JOURNAL ARTICLE

Can we use serum copeptin levels as a biomarker in obstructive sleep apnea syndrome?

Omer Tarık Selcuk, Mete Eyigor, Levent Renda, Ustun Osma, Hulya Eyigor, Nursel Turkoglu Selcuk, Mustafa Deniz Yılmaz, Cansu Demirkıran, Hande Unlu, Meral Gültekin
Journal of Cranio-maxillo-facial Surgery 2015, 43 (6): 879-82
25957103

OBJECTIVE: The aim of this study was to compare serum copeptin levels in patients with obstructive sleep apnea syndrome (OSA) and simple snorers without sleep apnea; and to investigate relationships between copeptin levels and polysomnographic parameters.

METHODS: Serum copeptin levels were determined using enzyme-linked immunosorbent assay in 47 patients with OSA and 12 patients without OSA (control group). Full-night polysomnography was performed in each patient. Patients with OSA were divided into three groups according to their Apnea Hypopnea Index (AHI) scores: mild OSA (5 < AHI < 15), moderate OSA (15 < AHI < 30), and severe OSA (AHI > 30).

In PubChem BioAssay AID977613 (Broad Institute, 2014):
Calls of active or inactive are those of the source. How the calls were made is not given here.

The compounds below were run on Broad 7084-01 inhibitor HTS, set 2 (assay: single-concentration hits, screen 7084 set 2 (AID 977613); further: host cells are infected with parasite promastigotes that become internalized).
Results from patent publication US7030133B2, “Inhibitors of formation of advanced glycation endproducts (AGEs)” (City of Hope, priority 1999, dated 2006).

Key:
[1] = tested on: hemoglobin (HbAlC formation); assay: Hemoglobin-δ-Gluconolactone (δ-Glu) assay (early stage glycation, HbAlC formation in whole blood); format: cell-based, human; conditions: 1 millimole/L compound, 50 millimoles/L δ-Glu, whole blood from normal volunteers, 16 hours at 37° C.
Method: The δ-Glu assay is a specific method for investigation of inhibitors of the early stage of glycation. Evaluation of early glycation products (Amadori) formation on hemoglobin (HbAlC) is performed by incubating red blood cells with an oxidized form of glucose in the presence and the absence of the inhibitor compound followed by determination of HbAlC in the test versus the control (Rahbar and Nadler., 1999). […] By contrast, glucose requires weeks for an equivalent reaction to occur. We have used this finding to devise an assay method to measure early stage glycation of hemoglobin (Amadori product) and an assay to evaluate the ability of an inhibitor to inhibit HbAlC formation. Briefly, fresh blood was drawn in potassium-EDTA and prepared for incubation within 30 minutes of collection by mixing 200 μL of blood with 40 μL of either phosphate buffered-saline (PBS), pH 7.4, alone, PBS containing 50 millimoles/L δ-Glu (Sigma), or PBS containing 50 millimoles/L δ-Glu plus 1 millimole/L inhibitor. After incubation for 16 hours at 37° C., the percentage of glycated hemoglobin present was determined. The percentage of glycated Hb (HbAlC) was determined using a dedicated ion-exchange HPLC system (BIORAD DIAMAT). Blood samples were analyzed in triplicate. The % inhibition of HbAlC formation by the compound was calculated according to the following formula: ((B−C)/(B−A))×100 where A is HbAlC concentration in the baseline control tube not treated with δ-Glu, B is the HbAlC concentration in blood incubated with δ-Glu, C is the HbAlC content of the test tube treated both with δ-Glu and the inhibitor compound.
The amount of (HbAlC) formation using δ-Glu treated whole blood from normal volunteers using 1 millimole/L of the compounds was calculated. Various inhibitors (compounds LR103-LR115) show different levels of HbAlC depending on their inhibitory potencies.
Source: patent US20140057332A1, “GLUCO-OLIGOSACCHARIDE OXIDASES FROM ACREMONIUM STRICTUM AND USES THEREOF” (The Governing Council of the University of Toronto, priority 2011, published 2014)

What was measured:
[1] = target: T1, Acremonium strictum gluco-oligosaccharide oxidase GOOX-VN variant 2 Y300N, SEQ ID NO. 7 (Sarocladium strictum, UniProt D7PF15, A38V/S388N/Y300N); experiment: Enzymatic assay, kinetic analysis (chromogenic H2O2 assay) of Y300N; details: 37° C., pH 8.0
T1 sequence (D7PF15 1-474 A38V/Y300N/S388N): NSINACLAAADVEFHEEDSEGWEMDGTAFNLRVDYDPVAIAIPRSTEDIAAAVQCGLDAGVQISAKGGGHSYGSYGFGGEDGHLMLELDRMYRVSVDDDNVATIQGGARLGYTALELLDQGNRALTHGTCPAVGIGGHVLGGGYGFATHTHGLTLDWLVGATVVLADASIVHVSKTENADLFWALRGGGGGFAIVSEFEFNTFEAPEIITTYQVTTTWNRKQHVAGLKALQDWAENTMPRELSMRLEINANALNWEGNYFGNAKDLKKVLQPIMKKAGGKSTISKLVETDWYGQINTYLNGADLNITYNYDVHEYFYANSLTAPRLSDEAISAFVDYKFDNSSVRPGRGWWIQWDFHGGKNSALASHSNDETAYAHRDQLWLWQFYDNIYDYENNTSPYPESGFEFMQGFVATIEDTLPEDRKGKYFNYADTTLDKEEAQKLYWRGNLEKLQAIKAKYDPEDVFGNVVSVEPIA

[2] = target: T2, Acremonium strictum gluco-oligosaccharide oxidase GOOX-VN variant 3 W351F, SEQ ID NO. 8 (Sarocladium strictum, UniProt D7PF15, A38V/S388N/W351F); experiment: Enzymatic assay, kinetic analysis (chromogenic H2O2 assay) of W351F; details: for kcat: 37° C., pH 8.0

RESULTS: A total of 59 patients were included in the study. There were 23 female (39.0%) and 36 male (61.0%) subjects. The range of ages of study subjects was between 27 and 63 (mean 44.75 ± 9.64) years. According to the AHI values, patients were classified into four groups: simple snoring (n = 13), mild OSA (n = 10), moderate OSA (n = 15), and severe OSA (n = 21). Statistically significant differences between AHI groups in terms of age, Epworth score, and neck circumference. According to multiple comparison results for age, the difference between simple snoring and moderate OSA was statistically significant. According to multiple comparison results for Epworth score, the difference between simple snoring and severe OSA was statistically significant. According to multiple comparison results for neck circumference, a similar result was found like Epworth Sleepiness Scale score. The difference between AHI groups by gender was tested by a Pearson χ(2) test and was found to be statistically significant. There was no statistically significant difference among AHI groups in terms of copeptin. There was a statistically significant correlation of copeptin with AHI during rapid eye movement (REM) sleep; however, the correlation coefficient was not sufficiently large.

CONCLUSIONS: Increased serum copeptin concentration may reflect a response to stress in some diseases. This is well documented especially in cardiovascular diseases; however, we could not find any difference in OSA groups in terms of copeptin levels.

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